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Do coronavirus lockdowns in Africa make sense?

Daniel Pelz
April 24, 2020

Hunger, violence and despair: lockdowns are meant to keep Africa’s coronavirus cases in check, but many people are suffering as a result — especially the poor.

Soldiers and a police officer amid a cluster of corrrugated iron shacks
Image: Reuters/M. Hutchings

The Kenyan police did not hold back. When the government imposed a lockdown in response to rising numbers of COVID-19 cases, Kenya descended into a night of violence. The press watched in disbelief as police officers beat up defenseless women, sending shockwaves across Kenya.

"We're not at war," wrote the country's biggest newspaper, Daily Nation. Its commentary oozed rage and helplessness.

Violence has not been limited to Kenya either. Amnesty International reported that police in Zambia assaulted people who were found gathering in bars. Zimbabwean security forces manhandled hundreds of traders because they were selling their produce at a market without permission. In South Africa too, police have been heavy-handed in response to anyone disobeying lockdown measures.

Read more: HRW says police brutality thrives under Kenya coronavirus curfew

Millions without an income

Senseless and unnecessarily violent. That's how Alex Broadbent describes the police action. The philosophy professor at University of Johannesburg specializes in observing epidemics. He also does not think South Africa has its priorities straight when it comes to the coronavirus: "Lockdowns don't make sense in Africa if it means destroying the economic livelihoods of citizens," he told DW.

The lockdown has hit millions of self-employed people particularly hard. Around 85% of Africa's workforce falls into this category: craftspeople, street vendors, and day laborers. Lockdowns are not the only problem: borders are sealed, and goods cannot reach market. With few exceptions, shops and markets must stay closed. Every day more people are losing their incomes, because the lockdown forbids them from working. At the same time, food costs are skyrocketing.

Read more: South African unemployment rate hits 10-year record high

Fruits and veg vendors by the side of a road
Many people cannot afford to stay homeImage: DW/J. Beck

"On a continent where there is no social safety net for most people, the jobless are forced to answer a very simple question: shall I die of COVID-19 or hunger? It's no wonder that many ignore the lockdown measures. They have to earn money somehow," says Nigerian social scientist Lynda Chinenye Iroulo of the German Institute of Global and Area Studies (GIGA) in Hamburg.

The UN forecasts that Africa could have 30 million more people in poverty as a result of the COVID-19 pandemic. Aid organizations are warning that 50 million in the poverty-stricken Sahel region could starve. Nigeria's economic capital Lagos is already feeling the consequences. Crime has exploded  — robberies are even happening in safe suburbs.

Read more: Africa: More poverty despite economic growth

Ten in a shack

Experts are also unconvinced of the efficacy of lockdowns. In Africa's big cities, at least 60% of people live in slums, often at close quarters. Africa's biggest slum in Nairobi, Kibera, alone accounts for one million people.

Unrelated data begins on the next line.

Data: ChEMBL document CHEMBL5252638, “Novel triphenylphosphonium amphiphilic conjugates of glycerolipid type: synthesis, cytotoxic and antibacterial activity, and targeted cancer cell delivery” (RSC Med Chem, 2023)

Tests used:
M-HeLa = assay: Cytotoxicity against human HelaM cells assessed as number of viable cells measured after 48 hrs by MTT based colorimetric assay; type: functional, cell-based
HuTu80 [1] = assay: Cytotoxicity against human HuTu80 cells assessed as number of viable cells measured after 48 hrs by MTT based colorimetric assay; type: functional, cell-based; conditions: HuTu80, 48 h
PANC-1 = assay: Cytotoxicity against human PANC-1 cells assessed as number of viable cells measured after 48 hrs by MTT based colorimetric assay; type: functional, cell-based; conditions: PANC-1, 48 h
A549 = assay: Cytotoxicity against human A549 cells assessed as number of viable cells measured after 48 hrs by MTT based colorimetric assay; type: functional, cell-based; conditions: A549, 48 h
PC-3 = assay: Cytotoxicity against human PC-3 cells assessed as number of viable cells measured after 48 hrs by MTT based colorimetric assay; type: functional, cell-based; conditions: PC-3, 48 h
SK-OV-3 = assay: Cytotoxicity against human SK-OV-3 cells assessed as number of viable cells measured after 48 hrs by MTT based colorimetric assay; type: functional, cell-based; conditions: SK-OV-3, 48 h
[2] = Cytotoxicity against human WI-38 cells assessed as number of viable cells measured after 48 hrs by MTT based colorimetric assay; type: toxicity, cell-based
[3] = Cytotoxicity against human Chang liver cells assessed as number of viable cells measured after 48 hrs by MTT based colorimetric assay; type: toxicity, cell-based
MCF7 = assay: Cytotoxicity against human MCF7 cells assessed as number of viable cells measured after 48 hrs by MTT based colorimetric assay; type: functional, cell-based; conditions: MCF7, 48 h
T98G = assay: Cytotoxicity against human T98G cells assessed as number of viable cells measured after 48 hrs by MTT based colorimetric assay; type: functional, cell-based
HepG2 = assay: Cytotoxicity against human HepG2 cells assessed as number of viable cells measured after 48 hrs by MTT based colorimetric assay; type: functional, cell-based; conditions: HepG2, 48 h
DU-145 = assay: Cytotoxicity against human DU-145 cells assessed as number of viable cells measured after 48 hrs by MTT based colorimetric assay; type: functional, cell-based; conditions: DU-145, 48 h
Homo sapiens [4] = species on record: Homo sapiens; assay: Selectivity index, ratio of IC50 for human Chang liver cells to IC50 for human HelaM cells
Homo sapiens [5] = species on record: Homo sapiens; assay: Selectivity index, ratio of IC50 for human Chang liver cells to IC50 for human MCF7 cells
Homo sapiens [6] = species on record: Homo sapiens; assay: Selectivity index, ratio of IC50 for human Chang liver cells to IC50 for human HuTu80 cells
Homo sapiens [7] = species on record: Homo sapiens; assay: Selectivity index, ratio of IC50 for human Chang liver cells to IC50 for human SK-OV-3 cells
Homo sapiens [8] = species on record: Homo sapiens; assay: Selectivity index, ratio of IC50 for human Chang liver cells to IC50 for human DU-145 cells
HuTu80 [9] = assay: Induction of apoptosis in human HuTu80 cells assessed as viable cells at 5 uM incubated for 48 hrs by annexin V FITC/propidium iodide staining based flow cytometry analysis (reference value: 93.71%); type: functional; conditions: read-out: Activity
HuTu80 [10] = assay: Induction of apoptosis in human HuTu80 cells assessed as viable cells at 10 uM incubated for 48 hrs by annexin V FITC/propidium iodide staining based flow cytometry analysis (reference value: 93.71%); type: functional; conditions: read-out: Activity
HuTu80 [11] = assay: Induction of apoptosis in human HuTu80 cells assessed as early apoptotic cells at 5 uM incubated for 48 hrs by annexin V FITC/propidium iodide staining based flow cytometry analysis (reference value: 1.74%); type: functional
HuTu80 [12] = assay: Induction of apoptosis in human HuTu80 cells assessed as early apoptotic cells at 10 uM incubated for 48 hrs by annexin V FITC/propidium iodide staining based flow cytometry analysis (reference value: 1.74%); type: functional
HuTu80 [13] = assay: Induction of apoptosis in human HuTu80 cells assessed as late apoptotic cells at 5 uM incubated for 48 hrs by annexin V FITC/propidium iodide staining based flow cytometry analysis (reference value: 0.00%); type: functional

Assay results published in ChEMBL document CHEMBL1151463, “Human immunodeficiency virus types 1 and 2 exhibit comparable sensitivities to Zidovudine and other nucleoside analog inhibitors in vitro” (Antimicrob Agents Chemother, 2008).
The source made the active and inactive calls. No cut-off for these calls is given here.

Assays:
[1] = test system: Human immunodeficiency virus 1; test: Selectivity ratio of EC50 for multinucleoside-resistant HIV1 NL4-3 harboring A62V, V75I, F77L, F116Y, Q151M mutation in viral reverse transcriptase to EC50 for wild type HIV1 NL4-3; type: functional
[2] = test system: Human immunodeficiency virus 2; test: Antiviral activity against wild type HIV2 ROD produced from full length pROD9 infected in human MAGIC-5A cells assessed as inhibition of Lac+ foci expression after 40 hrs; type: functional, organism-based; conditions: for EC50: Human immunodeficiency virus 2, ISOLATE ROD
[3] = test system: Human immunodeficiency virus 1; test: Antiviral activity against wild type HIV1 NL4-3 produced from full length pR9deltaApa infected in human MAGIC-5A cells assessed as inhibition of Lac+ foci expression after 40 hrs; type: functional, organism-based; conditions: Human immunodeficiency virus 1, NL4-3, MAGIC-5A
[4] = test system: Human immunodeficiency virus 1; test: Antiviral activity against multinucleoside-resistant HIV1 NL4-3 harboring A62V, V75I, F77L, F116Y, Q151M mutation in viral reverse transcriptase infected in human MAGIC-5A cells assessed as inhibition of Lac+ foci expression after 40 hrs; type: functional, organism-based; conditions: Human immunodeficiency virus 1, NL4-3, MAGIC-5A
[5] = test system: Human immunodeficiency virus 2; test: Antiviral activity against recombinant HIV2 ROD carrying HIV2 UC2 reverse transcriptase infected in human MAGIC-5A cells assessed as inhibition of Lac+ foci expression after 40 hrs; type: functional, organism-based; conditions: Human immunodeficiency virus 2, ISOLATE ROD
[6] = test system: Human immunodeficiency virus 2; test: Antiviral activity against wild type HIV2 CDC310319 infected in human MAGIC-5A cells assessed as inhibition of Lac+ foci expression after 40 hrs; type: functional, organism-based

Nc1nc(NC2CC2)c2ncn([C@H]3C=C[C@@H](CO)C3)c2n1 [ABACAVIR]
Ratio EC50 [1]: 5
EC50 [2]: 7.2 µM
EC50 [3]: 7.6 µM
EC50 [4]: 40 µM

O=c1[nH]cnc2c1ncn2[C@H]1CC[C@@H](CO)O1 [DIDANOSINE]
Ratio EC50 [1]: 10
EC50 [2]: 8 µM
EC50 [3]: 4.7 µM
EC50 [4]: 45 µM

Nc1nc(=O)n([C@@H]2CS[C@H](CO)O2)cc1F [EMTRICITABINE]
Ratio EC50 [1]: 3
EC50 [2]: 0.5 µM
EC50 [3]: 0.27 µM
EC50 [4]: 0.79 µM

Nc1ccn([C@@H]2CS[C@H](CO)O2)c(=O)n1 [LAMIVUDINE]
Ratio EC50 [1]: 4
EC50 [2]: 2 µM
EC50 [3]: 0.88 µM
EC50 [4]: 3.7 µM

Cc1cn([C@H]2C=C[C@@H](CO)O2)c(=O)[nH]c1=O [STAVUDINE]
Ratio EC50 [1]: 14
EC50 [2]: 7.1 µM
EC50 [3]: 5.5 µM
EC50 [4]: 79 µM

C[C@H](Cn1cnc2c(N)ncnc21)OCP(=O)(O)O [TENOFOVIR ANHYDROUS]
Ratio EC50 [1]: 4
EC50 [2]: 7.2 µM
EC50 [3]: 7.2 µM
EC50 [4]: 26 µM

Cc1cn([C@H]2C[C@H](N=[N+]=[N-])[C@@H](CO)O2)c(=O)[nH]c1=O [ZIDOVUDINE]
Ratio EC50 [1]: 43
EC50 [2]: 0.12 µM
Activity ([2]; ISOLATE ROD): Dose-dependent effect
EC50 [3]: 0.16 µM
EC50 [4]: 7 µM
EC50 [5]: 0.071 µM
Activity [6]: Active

"If 10 people have to share a shack, with one toilet, which is also shared with other people, then it's an illusion to believe a lockdown can work," says Alex Broadbent. "It's also impossible to do nothing," he admits.

The pandemic has left Africa comparatively unscathed so far. The number of confirmed cases is still under 25,000. The actual number may be much higher though as most countries do not have adequate testing capacities. Nigeria, Africa's most populous country, has conducted just 6,000 tests for some 200 million people.

Informal residential structured clustered together
Social distancing is as good as impossible in Kibera, NairobiImage: Rachel Creed

Is regional isolation a solution?

Suddenly, all manner of resources need to be realized at once, because Africa could be the next epicenter of the pandemic. Infections are even being reported in remote areas, where hardly any medical care exists. The consequences could be staggering: the UN predicts 300,000 deaths in the coming months.

Broadbent believes that regional lockdowns could be part of the solution. Individual regional blocks could be isolated. "People would not be allowed to travel in or out of the region, but goods could be traded. That way at least some economic activities could be continued," he says.

Importantly, more testing needs to be conducted, risk groups need to be isolated, and infected people and suspected cases need to be quarantined quickly.

During the Ebola epidemic in 2014 and 2015, the breakthrough came through widespread awareness campaigns about how people could protect themselves. That strategy could also help today.

"In remote areas without internet or mobile connectivity, it is difficult for the locals to inform themselves about the coronavirus," Lynda Iroulo warns. "The people need to be informed. One has to involve local authorities like traditional and religious leaders to warn the people."

Read more: Ebola-hit West African nations on alert amid coronavirus pandemic

A Red Cross worker gestures to a gathering of people
Educaton was a weapon against Ebola in 2015Image: Abu-Bakarr Jalloh

Help, and fast

At the same time, Iroulo says the continent needs more local solutions. Progress has been made: a research center in Senegal is working on making rapid tests. A Ghanaian university has developed a cheap hand disinfectant.

These developments do not change the fact that millions of Africans still need financial or food aid. In South Africa, Nigeria and Kenya, authorities have begun providing food to the poorest. The rollout has been slow, and many of the needy have missed out on key government assistance.